What’s it like to study a PhD in Child Psychology?
During your PhD, you’ll generally conduct original research by working with children and families in a variety of settings that might include schools, hospitals, or laboratories. You might collect data using a variety of methods, such as questionnaires, neuroimaging, and eye-tracking technology.
Possible research areas include:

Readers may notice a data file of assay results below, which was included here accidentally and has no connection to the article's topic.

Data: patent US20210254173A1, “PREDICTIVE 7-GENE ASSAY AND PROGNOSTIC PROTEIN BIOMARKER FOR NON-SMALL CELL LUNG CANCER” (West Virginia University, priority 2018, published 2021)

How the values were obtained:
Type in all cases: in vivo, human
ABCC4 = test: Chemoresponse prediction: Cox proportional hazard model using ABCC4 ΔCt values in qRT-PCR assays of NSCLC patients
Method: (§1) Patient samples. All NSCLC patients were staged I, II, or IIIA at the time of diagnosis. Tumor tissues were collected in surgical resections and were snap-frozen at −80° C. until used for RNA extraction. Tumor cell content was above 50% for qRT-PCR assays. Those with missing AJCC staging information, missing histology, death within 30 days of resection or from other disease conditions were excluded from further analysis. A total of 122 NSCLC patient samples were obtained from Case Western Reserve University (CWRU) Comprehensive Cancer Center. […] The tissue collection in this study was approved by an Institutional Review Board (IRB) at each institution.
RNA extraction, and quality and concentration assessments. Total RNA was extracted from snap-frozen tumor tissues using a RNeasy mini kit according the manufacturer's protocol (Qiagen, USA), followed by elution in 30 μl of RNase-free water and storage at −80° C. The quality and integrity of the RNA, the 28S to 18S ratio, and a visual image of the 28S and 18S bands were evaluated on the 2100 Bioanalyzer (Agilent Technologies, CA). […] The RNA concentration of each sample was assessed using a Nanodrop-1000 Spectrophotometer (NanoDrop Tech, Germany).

- Language acquisition
- Literacy and communication
- Mathematical ability
- Memory development
- Developmental disability
- Mental illness in children
Many students will propose their own research project, but there are also numerous advertised PhDs available in Child Psychology.
You’ll complete at least three years of independent research overseen by your supervisor, culminating in an extended thesis which you’ll defend in an oral examination. You may also be expected to attend additional training provided by the department. For some programmes, you may conduct research as part of a larger team.